Jacob Rupp: From Rainclouds to Sunny Days

Jacob Rupp

Jacob Rupp

Joe Green, Staff Writer

When students walk into Jacob Rupp’s classroom, they can see the sun shining through the window: A sight that he almost never got to see during winter when he was growing up in the town of Puyallup, right outside of Tacoma, Washington. 


Rupp says, “A town with a name like Puyallup sounds like it’s really small but it’s about the size of Longmont.” He added, “You’d go months without ever seeing the sun or seeing it almost never with constant precipitation. You’d have hundreds of days in a row of measurable rainfall.” 


Rupp mentions, “I just always wanted to go somewhere else, is just what it came down to.” When it came time to apply for colleges, Rupp applied for Free Application for Federal Student Aid, “to further [my] education that [I] don’t have to pay back…I got 80% of my college paid for in grants” 


Rupp wanted to go to school in someplace warm. He says with a laugh that, “I only applied to schools that had palm trees in the pictures, because I didn’t know what to study…I just wanted to be warm.” He ended up applying to Florida State, Arizona State, and UC Berkeley. He was accepted to all three and decided to go to Arizona State. 


“I didn’t go into it wanting to become a teacher. That never even crossed my mind.” He says. His interest in teaching began when he read his girlfriend’s textbook on educational psychology. “It basically seemed like this idea where if you were observant enough to recognize how people could think, you could teach them stuff.” He said, “I’m not really majoring in anything else anyway, so I’ll just get into education. And I liked it. I liked it a lot.” 


Rupp and his wife wanted to move to Colorado as a place to resume his teaching career. He knew if they didn’t he would regret it for the rest of his life. “Do you ever just get an idea that you want to do something and so you kind of have to do it or else you’re going to think about what would’ve happened if you hadn’t done that thing?  It’s gonna be the thing that burns in your head. Going to Colorado was that thing for my wife and I…we had never been here. It wasn’t based off anything.”


Rupp had taught at 3 schools in Arizona before coming to Colorado, then 5 schools before finally coming to Erie High.  Rupp says, “I took the first job I could get and it was at a middle school in Greeley.” He then moved to Valley High School in Gilcrest because “I am terrible at teaching middle school.” He says. He spent 5 years at Valley High School before coming to Erie. “I’m on my 5th year here because I wanted my kids to go to school in this area.”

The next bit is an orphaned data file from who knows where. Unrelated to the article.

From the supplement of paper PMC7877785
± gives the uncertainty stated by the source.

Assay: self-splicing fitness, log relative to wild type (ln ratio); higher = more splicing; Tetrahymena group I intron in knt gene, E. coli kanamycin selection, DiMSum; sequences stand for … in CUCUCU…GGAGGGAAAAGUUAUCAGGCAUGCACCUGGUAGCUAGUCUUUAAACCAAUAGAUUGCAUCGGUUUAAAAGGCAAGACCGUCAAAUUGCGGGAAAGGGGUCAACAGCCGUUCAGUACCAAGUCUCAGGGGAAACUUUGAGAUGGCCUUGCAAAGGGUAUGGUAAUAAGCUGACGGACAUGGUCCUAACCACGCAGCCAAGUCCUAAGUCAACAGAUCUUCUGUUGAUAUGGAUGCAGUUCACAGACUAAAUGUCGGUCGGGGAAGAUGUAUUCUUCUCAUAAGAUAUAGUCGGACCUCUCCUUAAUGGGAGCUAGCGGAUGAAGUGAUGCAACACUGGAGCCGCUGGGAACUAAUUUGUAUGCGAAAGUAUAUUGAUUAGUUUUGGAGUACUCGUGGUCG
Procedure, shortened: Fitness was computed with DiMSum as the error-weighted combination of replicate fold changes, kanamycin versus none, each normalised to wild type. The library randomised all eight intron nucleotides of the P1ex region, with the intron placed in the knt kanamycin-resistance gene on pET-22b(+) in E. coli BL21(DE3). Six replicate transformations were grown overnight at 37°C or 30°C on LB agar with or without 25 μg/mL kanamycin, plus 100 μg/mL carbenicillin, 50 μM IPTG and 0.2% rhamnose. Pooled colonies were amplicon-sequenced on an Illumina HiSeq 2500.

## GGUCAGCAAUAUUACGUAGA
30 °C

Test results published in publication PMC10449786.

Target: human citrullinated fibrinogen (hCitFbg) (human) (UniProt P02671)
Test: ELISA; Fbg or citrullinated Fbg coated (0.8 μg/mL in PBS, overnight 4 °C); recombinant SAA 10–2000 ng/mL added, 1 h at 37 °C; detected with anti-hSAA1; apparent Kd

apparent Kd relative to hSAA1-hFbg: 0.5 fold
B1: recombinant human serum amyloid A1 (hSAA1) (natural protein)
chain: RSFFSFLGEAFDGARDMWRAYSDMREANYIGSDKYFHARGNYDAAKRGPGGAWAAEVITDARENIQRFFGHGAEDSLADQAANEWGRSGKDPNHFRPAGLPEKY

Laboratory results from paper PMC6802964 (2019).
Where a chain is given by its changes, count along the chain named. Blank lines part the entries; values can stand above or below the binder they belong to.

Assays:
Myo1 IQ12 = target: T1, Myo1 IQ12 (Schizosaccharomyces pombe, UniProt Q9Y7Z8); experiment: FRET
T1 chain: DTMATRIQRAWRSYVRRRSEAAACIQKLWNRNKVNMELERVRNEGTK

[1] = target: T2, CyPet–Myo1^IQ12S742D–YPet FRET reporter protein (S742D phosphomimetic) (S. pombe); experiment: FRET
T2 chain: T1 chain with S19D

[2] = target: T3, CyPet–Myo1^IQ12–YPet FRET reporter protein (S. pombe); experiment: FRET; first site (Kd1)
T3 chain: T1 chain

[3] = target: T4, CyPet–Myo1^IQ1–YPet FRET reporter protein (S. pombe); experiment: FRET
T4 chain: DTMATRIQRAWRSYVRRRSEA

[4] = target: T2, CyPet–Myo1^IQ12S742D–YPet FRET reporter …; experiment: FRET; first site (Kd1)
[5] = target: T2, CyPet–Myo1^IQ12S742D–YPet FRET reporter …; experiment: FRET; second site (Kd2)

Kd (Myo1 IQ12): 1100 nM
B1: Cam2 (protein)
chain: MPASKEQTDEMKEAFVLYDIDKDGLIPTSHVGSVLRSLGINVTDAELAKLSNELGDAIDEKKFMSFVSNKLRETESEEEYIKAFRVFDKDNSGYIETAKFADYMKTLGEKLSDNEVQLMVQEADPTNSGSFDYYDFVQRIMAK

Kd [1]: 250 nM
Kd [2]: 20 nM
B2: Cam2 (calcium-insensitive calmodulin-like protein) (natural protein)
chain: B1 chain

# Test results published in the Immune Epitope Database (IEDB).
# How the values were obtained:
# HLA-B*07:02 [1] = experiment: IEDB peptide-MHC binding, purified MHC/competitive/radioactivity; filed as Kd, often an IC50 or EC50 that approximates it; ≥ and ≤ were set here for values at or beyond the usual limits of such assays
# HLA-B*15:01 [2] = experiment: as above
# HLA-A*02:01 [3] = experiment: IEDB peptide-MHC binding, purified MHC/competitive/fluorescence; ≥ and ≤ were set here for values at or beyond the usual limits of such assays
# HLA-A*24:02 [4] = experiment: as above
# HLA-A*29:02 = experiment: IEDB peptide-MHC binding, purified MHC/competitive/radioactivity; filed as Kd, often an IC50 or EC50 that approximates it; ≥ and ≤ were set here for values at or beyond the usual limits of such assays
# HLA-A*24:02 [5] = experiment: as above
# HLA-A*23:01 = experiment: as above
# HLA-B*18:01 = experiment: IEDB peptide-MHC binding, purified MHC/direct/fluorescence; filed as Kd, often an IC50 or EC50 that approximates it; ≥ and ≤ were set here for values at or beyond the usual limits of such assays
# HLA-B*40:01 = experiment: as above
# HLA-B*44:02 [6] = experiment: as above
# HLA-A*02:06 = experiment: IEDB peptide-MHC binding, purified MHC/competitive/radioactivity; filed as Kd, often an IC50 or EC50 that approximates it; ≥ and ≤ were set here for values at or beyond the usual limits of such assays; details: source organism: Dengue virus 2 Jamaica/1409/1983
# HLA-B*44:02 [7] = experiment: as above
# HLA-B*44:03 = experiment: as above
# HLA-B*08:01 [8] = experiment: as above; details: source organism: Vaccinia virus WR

The first time Rupp came to Erie was for his niece’s presentation in Erie X. “Erie X is a program where they take these students from AP Lang, AP Research, and AP Seminar that have done this exemplary work. At Erie X, these students get to present it in this TED talk style presentation.” He said, “These students were presenting this research, and I was [thinking], what is this school? I’ve never seen anything like this ever, but my niece was presenting in it.” At this time, Rupp was looking for another job. “My buddy called me and she was like, ‘I went on the website and Erie has an English job open, but there’s only one and it closes on Friday. That was on a Wednesday, and just like moving to Colorado, I [thought], I have to do this.” 


Rupp said he was, “the top four or five people out of the 90 or so that applied for this job and I got the job.” He adds, “I didn’t know I needed it when I woke up that Wednesday, but I knew I had to have it when I went to bed that Wednesday.”


According to Rupp, Erie High is a special school because, “…many students at Erie High School say thank you when they leave the classroom, and have never really thought about it. How outwardly kind students are with their willingness to say that a teacher did a good job.” He concluded the interview by saying, “I’ve had opportunities to man the barbecue for the theater barbeque. I can go run the scoreboard at the football games, and I can create these classes where students learn about young adult novels. There’s just so many welcoming spaces in this building. I’ve never been to a place with so many welcoming spaces. That’s what’s special [about Erie].”